At night, the animals at the Stratford Zoo go to the theater. While snacking on peanuts and carrion, the animal-family audience settles in for a production of the Scottish Play. The lion takes on the role of power-hungry, hubris-addled Macbeth, while the spotted cheetah (of course) plays his conniving wife. Their literal understanding of the term power-hungry means the copious use of ketchup is not just for prop blood, and a stork (not born of a mother) saves the day. All's well that ends well, and when daylight comes to the zoo, the animals are back to their usual lazy habits, except the peacock, who posts a flier about the next performance on the docket (Romeo and Juliet). An age-appropriate ending (everyone escapes Macbeth's expansive belly), along with the beautifully colorful panels and witty, entertaining tone, makes this a wonderfully accessible, engaging, and kid-friendly adaptation of the Shakespeare classic. The welcome hint at further installments in this wry and playful series means the Stratford Zoo Midnight Revue is a marquee to watch.--Goldsmith, Francisca Copyright 2014 Booklist


Publisher's Weekly Review

Starred Review. One sign of promise is when an idea seems so obvious that it's a wonder it hasn't done before. A midnight zoo production of Macbeth, by animals for animals? Of course! The role of Macbeth goes to the lion, which means that he doesn't slay his enemies--he eats them. First to go is the king. Uh-oh--small animals are in the audience, and the action promises to be bloody. Fortunately, an elephant picks this moment to ease down the row, blocking much of the gore. Mom, what's all that red stuff? asks a young monkey. Uhhh... nothing, dear. Probably just ketchup. (She isn't wrong.) Lendler (An Undone Fairy Tale) provides the wordplay and one-liners, Giallongo (Broxo) the rubber-faced expressions and over-the-top silliness (when Macbeth sees a sign that he should go ahead and eat the king, it's a neon diner sign that shouts, Good Eats). Like any fine comic idea, once the structure is put into place, the laughs come effortlessly. This is the Bard at his broadest. Ages 7--10. Author's agent: Tanya McKinnon, McKinnon McIntyre. Illustrator's agent: Bernadette Baker-Baughman, Victoria Sanders and Associates. (Sept.) (c) Copyright PWxyz, LLC. All rights reserved.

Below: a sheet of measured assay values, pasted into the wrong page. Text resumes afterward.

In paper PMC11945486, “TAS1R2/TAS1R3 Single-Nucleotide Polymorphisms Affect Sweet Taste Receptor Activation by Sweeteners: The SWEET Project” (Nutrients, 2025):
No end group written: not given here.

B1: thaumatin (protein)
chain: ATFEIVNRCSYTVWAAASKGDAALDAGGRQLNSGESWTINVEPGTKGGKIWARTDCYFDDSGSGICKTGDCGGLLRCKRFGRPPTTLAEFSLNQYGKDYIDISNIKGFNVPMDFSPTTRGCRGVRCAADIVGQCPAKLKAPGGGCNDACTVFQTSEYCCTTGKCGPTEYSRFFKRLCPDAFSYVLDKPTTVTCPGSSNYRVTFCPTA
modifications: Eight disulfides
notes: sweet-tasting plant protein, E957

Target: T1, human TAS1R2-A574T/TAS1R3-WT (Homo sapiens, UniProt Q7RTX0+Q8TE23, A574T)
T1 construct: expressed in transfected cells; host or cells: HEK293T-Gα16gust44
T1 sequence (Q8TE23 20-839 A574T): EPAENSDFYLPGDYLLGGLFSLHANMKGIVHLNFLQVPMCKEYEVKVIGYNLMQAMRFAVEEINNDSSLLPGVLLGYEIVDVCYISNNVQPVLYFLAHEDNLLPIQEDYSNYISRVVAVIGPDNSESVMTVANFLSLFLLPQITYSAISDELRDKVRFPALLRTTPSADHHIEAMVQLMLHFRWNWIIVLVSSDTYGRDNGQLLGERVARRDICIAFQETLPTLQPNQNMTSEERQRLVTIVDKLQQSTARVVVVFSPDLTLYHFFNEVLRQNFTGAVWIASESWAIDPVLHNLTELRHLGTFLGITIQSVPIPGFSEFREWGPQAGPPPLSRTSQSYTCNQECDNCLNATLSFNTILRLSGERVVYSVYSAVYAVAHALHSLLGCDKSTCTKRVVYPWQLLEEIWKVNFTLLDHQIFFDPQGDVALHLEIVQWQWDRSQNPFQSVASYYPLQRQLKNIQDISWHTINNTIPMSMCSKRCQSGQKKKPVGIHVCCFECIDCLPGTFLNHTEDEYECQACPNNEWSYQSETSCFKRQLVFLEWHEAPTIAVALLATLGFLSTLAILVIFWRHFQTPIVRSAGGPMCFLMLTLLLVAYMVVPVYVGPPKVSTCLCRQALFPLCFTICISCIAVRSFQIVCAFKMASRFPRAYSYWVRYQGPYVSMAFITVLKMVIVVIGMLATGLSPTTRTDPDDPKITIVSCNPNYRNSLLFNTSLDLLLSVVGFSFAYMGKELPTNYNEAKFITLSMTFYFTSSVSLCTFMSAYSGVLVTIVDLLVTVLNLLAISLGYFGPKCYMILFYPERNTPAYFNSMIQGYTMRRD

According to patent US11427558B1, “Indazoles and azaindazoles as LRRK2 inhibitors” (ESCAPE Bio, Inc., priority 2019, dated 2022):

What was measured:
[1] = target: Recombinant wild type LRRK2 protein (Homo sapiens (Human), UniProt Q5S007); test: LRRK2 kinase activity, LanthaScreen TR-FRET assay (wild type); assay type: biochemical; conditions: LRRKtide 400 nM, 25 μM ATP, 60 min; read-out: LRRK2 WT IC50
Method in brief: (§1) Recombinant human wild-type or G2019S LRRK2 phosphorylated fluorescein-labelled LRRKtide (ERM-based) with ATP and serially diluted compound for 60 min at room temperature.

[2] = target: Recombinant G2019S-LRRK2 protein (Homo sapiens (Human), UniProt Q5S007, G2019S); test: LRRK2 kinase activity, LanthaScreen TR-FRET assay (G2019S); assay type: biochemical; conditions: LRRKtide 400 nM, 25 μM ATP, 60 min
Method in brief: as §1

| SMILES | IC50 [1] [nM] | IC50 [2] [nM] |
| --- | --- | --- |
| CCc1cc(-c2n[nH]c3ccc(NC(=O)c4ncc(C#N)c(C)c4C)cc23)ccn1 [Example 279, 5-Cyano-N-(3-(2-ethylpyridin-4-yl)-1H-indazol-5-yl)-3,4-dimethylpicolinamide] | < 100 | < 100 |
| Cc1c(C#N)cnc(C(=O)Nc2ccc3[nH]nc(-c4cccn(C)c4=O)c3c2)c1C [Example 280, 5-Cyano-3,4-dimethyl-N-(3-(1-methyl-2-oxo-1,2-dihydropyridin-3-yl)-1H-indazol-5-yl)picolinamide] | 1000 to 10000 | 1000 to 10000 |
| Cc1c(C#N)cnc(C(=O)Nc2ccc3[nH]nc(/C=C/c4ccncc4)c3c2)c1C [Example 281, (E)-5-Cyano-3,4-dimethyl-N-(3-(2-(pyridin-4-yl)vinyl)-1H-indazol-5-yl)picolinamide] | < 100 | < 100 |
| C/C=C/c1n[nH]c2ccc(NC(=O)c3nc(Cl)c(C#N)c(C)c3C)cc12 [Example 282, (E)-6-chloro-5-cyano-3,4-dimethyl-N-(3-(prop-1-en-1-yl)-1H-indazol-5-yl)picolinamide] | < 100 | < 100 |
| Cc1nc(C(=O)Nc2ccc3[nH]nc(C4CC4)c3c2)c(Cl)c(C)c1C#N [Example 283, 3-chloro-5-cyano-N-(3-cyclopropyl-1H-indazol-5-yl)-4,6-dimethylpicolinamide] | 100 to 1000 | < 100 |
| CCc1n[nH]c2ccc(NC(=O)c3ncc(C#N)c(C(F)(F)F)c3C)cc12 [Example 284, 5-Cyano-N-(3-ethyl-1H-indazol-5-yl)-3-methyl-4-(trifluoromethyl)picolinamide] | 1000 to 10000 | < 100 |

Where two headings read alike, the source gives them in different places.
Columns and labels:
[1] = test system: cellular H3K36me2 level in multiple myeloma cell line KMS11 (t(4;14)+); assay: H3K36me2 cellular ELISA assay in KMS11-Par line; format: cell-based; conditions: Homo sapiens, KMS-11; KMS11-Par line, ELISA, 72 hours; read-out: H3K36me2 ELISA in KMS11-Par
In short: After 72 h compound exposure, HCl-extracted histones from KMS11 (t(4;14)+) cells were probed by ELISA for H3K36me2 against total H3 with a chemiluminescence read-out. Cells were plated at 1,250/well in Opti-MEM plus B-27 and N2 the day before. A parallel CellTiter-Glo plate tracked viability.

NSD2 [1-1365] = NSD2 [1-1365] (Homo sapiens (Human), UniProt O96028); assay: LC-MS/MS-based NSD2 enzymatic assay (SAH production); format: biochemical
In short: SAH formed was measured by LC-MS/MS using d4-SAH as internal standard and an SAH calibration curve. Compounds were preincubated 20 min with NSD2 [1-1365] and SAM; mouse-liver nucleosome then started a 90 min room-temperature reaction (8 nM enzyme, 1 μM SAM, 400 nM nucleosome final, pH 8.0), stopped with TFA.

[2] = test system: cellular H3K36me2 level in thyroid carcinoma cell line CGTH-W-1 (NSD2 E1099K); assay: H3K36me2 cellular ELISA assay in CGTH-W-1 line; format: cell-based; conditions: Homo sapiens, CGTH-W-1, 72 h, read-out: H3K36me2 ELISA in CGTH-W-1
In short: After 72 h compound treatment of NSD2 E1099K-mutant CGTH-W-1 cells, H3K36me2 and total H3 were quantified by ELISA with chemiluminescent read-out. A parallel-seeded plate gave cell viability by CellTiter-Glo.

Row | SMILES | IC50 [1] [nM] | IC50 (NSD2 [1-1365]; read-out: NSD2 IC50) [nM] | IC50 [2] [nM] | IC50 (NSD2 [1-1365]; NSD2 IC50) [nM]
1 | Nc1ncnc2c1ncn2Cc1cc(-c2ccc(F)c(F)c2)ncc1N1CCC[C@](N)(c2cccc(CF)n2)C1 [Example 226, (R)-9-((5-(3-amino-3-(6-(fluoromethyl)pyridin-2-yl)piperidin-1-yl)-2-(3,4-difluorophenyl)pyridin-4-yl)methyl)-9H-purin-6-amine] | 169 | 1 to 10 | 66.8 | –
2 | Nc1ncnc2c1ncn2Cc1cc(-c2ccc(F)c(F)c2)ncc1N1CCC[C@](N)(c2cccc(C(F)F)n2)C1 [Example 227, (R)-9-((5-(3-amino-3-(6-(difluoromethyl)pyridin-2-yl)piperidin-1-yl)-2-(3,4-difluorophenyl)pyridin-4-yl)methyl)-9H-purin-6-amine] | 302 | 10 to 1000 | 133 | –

School Library Journal Review

Gr 2-5-With its gruesome murders, Macbeth might not seem the most obvious of Shakespeare's plays to be adapted into a children's graphic novel, but by placing the play as a story within a story, Lender and Giallongo make it work. The animals of Stratford Zoo are putting on a show- specifically Macbeth -starring the lion as the play's titular hero and featuring a hyena and a cast of other animals to fill out the ranks. A sanitized version of the drama is told while the animal audience makes quips, provides commentary, and hides from the zookeeper. Naturally, a child-friendly, zoo animal-filled version of the tragic play wanders a great deal from the original. The additions and changes (such as Macbeth eating the king with copious amounts of ketchup) serve to make the tale and the entire graphic novel a comic affair that will appeal to younger readers. All of the violence is offstage and only hinted at, not depicted, in keeping with the younger audience envisioned for this book. The artwork is bright and cartoonish, with an appealing mix of panel sizes to keep the story moving, emphasize key points, and allow for amusing little details for readers to find. Perhaps the greatest missed opportunity is that only a few times do the animal thespians use lines from the original Shakespeare and these times are not marked as such. Other than that flaw, here is a delightful introduction to the Bard's work that won't overwhelm young readers.- Elizabeth Nicolai, Anchorage Public Library, AK (c) Copyright 2014. Library Journals LLC, a wholly owned subsidiary of Media Source, Inc. No redistribution permitted.